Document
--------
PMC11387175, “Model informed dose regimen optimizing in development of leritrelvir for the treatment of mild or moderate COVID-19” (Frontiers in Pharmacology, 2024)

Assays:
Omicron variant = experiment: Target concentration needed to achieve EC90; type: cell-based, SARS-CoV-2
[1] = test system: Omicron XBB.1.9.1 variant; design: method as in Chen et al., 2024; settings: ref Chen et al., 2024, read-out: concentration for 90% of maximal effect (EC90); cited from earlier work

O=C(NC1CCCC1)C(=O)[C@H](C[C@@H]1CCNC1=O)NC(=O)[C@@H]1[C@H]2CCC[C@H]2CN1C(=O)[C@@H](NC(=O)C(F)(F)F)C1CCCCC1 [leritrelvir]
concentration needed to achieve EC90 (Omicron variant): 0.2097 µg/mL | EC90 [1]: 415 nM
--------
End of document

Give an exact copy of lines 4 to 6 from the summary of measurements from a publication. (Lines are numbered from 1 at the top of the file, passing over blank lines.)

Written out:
[1] = test system: Omicron XBB.1.9.1 variant; design: method as in Chen et al., 2024; settings: ref Chen et al., 2024, read-out: concentration for 90% of maximal effect (EC90); cited from earlier work

O=C(NC1CCCC1)C(=O)[C@H](C[C@@H]1CCNC1=O)NC(=O)[C@@H]1[C@H]2CCC[C@H]2CN1C(=O)[C@@H](NC(=O)C(F)(F)F)C1CCCCC1 [leritrelvir]
concentration needed to achieve EC90 (Omicron variant): 0.2097 µg/mL | EC90 [1]: 415 nM